(3) Should UBOC, the Funds, or the Adviser refuse to disclose information on the basis that such information is exempt from disclosure pursuant to paragraph (M)(2) above, UBOC, the Funds, or the Adviser shall, by the close of the 30th day following the request, provide a written notice advising that person of the reasons for the refusal and that the Department may request such information.

Section II—Definitions

For purposes of this proposed exemption,

(A) The term “affiliate” means:

(1) Any person directly or indirectly through one or more intermediaries, controlling, controlled by, or under common control with the person;

(2) Any officer, director, employee, relative, or partner in any such person; and

(3) Any corporation or partnership of which such person is an officer, director, partner, or employee.

(B) The term “control” means the power to exercise a controlling influence over the management or policies of a person other than an individual.

(C) The term “net asset value” means the amount for purposes of pricing all purchases and sales calculated by dividing the value of all securities, determined by a method as set forth in the Portfolio's prospectus and statement of additional information, and other assets belonging to the Portfolio, less the liabilities charged to each such Portfolio, by the number of outstanding shares.

(D) The term “Independent Fiduciary” means a fiduciary who is: (i) Independent of and unrelated to UBOC and its affiliates, and (ii) appointed to act on behalf of the In-house Plan with respect to the in-kind transfer of assets from one or more Portfolios to or for the benefit of the In-house Plan. For purposes of this exemption, a fiduciary will not be deemed to be independent of and unrelated to UBOC if: (i) such fiduciary directly or indirectly controls, is controlled by or is under common control with UBOC; (ii) such fiduciary directly or indirectly receives any compensation or other consideration in connection with any transaction described in this exemption; (except that an Independent Fiduciary may receive compensation from UBOC in connection with the transactions contemplated herein if the amount or payment of such compensation is not contingent upon or in any way affected by the Independent Fiduciary's ultimate decision); and (iii) more than 1 percent (1%) of such fiduciary's gross income, for federal income tax purposes, in its prior tax year, will be paid by UBOC and its affiliates in the fiduciary's current tax year.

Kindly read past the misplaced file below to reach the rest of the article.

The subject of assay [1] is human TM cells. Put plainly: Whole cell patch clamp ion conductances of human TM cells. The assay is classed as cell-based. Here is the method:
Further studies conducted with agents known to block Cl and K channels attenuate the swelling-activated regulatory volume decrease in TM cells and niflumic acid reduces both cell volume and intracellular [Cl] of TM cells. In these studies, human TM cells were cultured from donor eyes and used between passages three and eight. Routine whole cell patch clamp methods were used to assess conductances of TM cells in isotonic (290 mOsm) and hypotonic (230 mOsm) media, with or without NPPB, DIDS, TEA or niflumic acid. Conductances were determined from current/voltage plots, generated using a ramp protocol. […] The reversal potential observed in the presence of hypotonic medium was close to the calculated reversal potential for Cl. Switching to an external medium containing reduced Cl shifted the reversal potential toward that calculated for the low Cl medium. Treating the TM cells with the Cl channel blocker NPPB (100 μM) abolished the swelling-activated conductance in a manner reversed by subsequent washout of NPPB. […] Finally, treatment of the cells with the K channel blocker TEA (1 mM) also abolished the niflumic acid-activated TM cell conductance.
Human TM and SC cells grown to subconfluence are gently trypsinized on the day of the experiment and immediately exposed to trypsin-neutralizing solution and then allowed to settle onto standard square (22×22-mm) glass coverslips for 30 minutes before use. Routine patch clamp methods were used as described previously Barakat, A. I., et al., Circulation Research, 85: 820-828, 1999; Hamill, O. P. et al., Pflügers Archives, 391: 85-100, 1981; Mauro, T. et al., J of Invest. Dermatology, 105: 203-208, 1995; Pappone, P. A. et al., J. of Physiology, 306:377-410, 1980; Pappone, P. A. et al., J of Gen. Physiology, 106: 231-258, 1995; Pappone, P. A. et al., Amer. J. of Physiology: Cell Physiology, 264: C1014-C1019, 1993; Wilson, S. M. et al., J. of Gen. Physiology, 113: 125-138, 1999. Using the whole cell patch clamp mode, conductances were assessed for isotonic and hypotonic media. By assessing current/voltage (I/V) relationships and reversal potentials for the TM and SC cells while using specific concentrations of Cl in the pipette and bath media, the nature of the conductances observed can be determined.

(E) The term “Transferable Securities” shall mean securities (1) for which market quotations are readily available as determined pursuant to procedures established by the Funds under Rule 2a-4 of the 1940 Act; and (2) which are not: (i) securities which may not be publicly offered or sold without registration under the Securities Act of 1933; (ii) securities issued by entities in countries which (a) restrict or prohibit the holding of securities by non-nationals other than through qualified investment vehicles, such as the Funds, or (b) permit transfers of ownership of securities to be effected only by transactions conducted on a local stock exchange; (iii) certain portfolio positions (such as forward foreign currency contracts, futures and options contracts, swap transactions, certificates of deposit and repurchase agreements) that, although they may be liquid and marketable, involve the assumption of contractual obligations, require special trading facilities or can only be traded with the counter-party to the transaction to effect a change in beneficial ownership; (iv) cash equivalents (such as certificates of deposit, commercial paper and repurchase agreements; and (v) other assets which are not readily distributable (including receivables and prepaid expenses), net of all liabilities (including accounts payable).